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Why You Need to Budget for Home Repairs — Even if You Buy a Brand-New House

A repairman speaking with an older man and woman in their kitchen.

Image source: Getty Images

When my husband and I bought our new construction home, we assumed we wouldn’t have to face costly repairs for several years. After all, the place was brand spanking new, and many of our appliances had warranties that covered us for a while. Plus, our home had come with a one-year builder warranty, so we knew that if quality issues with the construction itself arose, we’d be protected for 12 months.

But lo and behold, somewhere between our first and second year of living in our home, repairs started to come into play. And that caught us off guard, namely because we hadn’t been budgeting for home repairs that soon.

Thankfully, we had a pretty strong emergency fund, so we were able to raid our savings account to cover the cost of getting our home fixed. But if you’re buying a brand-new home, it’s important to work repairs into your budget so you don’t put yourself at risk of debt when things go wrong.

Repairs can strike at any time

When you buy a newly built home, you’d expect things to just plain work for the first few years. But that’s not always the case. And that’s why it’s so important to put a line item in your budget for home repairs. If you don’t, and you don’t have emergency savings, you may be forced to charge those repairs on a credit card. The result? Costly debt.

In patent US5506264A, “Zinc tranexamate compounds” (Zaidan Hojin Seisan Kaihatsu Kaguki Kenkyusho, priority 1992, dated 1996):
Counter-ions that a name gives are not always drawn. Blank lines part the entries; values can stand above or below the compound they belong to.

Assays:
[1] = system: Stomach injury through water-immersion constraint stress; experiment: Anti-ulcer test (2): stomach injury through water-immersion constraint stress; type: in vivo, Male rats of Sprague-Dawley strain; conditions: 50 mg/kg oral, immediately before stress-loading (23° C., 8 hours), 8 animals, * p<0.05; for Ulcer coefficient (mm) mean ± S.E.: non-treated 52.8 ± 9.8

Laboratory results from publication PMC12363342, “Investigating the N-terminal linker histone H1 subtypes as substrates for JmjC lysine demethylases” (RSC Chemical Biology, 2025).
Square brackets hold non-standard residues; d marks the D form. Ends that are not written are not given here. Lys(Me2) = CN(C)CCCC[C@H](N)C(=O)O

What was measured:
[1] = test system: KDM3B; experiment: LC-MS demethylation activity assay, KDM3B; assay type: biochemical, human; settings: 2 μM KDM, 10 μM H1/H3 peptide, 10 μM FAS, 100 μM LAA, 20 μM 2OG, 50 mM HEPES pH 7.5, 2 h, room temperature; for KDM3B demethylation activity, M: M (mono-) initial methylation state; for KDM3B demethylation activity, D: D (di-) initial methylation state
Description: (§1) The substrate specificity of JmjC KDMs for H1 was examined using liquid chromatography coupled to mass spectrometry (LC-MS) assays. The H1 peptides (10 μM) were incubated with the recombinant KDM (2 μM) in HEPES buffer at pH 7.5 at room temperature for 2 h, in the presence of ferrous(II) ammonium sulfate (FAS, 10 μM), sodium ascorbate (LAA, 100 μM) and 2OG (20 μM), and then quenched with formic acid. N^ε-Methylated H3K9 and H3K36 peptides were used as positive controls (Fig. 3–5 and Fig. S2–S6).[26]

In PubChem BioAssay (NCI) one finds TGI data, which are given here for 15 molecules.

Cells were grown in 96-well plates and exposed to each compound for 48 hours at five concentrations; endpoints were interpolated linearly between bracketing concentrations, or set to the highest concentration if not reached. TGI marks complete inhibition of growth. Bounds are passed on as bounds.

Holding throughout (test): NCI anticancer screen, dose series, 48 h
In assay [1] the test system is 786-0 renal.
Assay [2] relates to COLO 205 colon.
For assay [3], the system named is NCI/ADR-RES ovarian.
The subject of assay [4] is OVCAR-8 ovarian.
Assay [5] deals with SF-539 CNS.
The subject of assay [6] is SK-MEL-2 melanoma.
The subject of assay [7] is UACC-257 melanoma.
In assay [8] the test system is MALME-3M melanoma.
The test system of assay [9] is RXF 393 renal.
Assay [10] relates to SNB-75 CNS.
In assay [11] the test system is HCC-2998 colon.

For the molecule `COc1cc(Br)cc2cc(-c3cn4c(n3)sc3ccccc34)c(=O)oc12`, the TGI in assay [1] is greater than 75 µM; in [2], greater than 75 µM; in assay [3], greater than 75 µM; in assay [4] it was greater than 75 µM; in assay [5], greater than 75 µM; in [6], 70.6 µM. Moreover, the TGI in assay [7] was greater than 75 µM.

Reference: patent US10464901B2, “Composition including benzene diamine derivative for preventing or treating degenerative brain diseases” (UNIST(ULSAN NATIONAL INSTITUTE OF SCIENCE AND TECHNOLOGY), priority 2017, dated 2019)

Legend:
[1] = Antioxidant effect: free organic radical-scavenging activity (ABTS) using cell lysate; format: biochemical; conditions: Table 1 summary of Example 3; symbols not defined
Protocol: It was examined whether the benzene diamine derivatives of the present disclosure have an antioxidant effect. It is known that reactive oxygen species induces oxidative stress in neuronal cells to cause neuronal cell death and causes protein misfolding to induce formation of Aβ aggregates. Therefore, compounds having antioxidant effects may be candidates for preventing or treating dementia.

Meanwhile, data from All Star Home found that almost 25% of homeowners can’t cover a $1,000 home repair emergency. So if that’s the boat you’re in, it’s especially important to work repairs into your budget.

That said, you’ll need to be careful with how you manage that money during months when repairs don’t pop up. Let’s say you allocate $200 a month to home repairs at the start of a given year, but no issues arise between January and June. What you’d want to do is bank the $1,200 you didn’t spend and perhaps stick it into savings so that if, come July, you’re faced with a $1,000 air conditioner repair bill, you’ll have the money nice and accessible, and you won’t have to scramble to get it.

It’s sometimes better to assume the worst

In many cases, buying a brand-new home will mean not having to deal with repairs — at least major ones — for many years. But there’s no guarantee that will happen, so your best bet is to pad your budget in case things break. That may not be an easy thing to do when you’re adjusting to making a monthly mortgage payment, but it’s crucial nonetheless.

At the same time, it’s important to be vigilant about home maintenance, because that could help you avoid certain repairs — or at least get ahead of them so they don’t become even more expensive. Staining and sealing your wooden deck every year, for example, could prevent it from rotting and you needing to replace it. Cleaning out your gutters could prevent water from seeping into your home.

In some cases, home repairs are truly unavoidable. But you can do your part to lower the chances of them happening to you right away after buying a newly built home.

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